The Rhode Island Senate might have passed a bill to legalize marijuana this week, but a top House lawmaker says his chamber needs more time to resolve differences between competing reform proposals.
In an interview with The Boston Globe that was published on Thursday, House Speaker Joseph Shekarchi (D) was asked whether Rhode Island can “afford to wait” on legalization in light of cannabis-related developments in surrounding states like Connecticut and Massachusetts.
“Yes, absolutely we can and we should [wait] because all of the proposals are very divergent,” he said, referring to the Senate bill, a separate House one and another measure filed by the governor. “All of the proposals I’ve seen—in my opinion, and I’ve only scratched the surface of them because there’s so many of them—really come from very strong advocates for either the cultivators or the dispensaries. I have to look at that and what’s good for the state.”
“If we’re going to legalize recreational use of marijuana, we want to make sure the state gets its fair share,” the speaker said.
Shekarchi said there are “several issues” that need to be addressed before adult-use legalization advances in the House. Principally, he said, lawmakers must closely examine how much revenue the state could collect under the diverging proposals.
Social equity, licensing fees, labor agreements and home grow provisions are among the matters that still need to be settled before the speaker is comfortable moving a given reform bill, he said.
Listen to the speaker discuss next steps for marijuana reform, starting around 5:55 into the audio below:
“If we’re going to legalize this, does that mean that people who are in prison and convicted for marijuana possession should be having an automatic review of possible expungement? If we’re creating a whole new industry here, do we set aside one or two of these licenses for people in the minority community?” he said. “Those are the issues that we need to look at regarding marijuana, but the chief, most important issue is we want to make sure the state gets its fair share.”
Another main issue that’s yet to be resolved is who should regulate the recreational market—the state’s existing Department of Business Regulation or an independent cannabis commission.
“I don’t know if there’s a combination of the two” that could be agreed on, Shekarchi said, adding that “we’ll have to wait and see where everybody can come together.” That could take place in the fall, as he’s previously suggested.
“If we can’t [strike a deal], then we won’t,” he said. “I think you come back when you have productive things to do.”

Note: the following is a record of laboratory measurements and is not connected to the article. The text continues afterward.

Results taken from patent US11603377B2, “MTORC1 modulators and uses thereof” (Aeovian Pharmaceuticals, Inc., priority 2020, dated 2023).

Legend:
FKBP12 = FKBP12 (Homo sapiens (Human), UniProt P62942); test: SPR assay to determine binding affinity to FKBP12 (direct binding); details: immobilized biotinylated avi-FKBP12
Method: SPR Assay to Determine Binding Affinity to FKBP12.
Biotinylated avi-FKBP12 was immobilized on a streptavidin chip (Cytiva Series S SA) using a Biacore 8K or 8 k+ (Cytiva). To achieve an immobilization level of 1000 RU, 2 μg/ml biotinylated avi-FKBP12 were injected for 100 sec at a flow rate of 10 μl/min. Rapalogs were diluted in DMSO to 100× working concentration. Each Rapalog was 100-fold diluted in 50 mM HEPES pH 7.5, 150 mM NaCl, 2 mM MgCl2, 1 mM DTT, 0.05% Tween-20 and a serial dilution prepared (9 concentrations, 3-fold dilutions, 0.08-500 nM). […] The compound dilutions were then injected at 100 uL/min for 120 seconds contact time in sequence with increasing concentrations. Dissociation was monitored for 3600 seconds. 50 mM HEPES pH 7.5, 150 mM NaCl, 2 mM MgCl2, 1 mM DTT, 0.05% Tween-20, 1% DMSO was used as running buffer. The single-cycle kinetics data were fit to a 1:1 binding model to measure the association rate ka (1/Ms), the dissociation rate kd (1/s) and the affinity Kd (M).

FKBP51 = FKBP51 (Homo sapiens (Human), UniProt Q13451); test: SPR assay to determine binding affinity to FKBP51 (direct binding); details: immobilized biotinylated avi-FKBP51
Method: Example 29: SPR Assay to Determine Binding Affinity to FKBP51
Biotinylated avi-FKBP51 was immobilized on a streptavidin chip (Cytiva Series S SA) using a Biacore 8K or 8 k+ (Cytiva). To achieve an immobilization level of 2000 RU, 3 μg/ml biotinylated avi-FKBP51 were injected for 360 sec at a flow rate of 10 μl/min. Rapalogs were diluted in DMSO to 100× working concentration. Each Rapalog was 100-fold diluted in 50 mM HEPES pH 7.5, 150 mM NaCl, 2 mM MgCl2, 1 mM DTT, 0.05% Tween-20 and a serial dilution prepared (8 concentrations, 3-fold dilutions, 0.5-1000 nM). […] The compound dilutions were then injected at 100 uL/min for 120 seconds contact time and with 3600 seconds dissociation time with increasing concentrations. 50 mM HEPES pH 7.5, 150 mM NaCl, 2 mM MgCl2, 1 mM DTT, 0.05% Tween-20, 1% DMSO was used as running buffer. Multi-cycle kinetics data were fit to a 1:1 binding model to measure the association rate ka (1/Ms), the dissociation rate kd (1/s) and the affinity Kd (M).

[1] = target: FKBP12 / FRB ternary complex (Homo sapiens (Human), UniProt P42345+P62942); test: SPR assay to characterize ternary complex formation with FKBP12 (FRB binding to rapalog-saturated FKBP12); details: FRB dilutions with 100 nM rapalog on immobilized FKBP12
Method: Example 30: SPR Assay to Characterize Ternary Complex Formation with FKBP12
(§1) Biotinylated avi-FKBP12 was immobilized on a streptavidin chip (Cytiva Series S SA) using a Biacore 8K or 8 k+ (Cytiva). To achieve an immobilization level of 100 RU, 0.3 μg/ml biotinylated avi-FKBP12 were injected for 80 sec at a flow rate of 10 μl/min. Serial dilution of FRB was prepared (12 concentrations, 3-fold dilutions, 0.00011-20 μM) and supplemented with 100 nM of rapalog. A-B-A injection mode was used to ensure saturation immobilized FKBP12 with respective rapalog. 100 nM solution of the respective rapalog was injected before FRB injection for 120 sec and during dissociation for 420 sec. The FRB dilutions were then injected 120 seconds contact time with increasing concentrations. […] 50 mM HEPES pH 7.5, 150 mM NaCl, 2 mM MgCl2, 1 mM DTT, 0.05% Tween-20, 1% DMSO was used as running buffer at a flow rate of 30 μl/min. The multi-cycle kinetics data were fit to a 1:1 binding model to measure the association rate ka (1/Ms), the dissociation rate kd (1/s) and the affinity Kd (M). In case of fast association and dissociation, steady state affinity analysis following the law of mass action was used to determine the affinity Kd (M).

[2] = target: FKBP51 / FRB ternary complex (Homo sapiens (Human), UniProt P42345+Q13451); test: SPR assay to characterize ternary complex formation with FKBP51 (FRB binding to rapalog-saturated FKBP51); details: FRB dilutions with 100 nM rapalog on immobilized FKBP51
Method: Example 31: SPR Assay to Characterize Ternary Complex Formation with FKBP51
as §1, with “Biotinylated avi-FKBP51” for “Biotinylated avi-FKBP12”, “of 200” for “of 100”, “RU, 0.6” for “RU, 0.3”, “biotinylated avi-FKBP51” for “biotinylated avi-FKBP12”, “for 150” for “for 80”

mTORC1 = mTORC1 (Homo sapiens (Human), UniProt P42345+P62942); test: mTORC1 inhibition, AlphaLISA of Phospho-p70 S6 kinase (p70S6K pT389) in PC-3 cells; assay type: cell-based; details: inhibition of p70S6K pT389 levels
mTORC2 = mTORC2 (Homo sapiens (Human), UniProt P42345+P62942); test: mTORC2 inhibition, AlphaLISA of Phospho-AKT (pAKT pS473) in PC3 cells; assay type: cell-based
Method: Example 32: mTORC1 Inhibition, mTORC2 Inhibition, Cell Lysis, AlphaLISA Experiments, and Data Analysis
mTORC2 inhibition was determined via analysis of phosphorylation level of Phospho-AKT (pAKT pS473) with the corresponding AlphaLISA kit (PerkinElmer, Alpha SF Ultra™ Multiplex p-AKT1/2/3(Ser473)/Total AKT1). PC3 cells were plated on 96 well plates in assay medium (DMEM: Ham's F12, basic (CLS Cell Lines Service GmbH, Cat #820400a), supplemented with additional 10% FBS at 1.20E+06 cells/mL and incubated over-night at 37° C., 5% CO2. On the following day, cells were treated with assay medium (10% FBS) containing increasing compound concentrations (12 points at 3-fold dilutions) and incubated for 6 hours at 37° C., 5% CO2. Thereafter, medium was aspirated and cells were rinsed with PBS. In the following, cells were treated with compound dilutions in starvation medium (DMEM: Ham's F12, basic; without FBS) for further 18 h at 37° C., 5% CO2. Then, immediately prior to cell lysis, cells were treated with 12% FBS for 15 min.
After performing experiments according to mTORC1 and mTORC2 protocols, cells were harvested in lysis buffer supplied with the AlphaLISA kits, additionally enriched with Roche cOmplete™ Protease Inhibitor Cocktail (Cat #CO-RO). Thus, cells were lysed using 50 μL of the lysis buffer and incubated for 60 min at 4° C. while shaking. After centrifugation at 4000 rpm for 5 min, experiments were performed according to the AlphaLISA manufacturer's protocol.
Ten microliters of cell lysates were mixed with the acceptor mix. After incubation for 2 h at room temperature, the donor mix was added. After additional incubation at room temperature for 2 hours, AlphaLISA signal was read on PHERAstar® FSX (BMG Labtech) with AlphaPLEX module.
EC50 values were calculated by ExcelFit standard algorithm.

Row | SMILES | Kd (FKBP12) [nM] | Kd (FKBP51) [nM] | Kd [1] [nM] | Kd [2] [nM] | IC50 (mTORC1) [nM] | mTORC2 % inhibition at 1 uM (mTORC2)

The new comments come just days after the state Senate approved a legalization bill from Senate Majority Leader Michael McCaffrey (D) and Health & Human Services Chairman Joshua Miller (D), which they introduced in March. Gov. Dan McKee (D) also came out with his own legalization proposal shortly thereafter.
“It is important that we act expeditiously to enact a regulatory framework,” Miller said, noting policy changes in states like Connecticut, where the state’s governor signed a legalization bill into law on Tuesday.
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A third Rhode Island legalization measure was also recently filed on the House side by Rep. Scott Slater (D) and several cosponsors.
The governor, for his part, told reporters this week that while he backs legalization it is “not like one of my highest priorities,” adding that “we’re not in a race with Connecticut or Massachusetts on this issue.”
“I think we need to get it right,” he said, pointing to ongoing discussions with the House and Senate.
The the House Finance Committee discussed the governor’s proposal to end prohibition at a hearing in April.
The House speaker said recently that he views legalization as “inevitable,” but he told Politico that there are “many pressing matters before us” and he’s not sure if the chamber will have time to consider the cannabis measure.
Both the governor and the leaders’ legalization plans are notably different than the proposal that former Gov. Gina Raimondo (D) had included in her budget last year. Prior to leaving office to join the Biden administration as commerce secretary, she called for legalization through a state-run model.
McKee gave initial insights into his perspective on the reform in January, saying that “it’s time that [legalization] happens” and that he’s “more leaning towards an entrepreneurial strategy there to let that roll that way.”
Shekarchi, meanwhile, has said he’s “absolutely” open to the idea of cannabis legalization and also leans toward privatization.
Late last year, the Senate Finance Committee began preliminary consideration of legalization in preparation for the 2021 session, with lawmakers generally accepting the reform as an inevitability. “I certainly do think we’ll act on the issue, whether it’s more private or more state,” Sen. Ryan Pearson (D), who now serves as the panel’s chairman, said at the time.
Meanwhile, the Rhode Island Senate approved a bill in March that would allow safe consumption sites where people could use illicit drugs under medical supervision and receive resources to enter treatment. Harm reduction advocates say this would prevent overdose deaths and help de-stigmatize substance misuse.
The Senate Judiciary Committee also held a hearing in March on legislation that would end criminal penalties for possessing small amounts of drugs and replace them with a $100 fine.
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Photo courtesy of Brian Shamblen.
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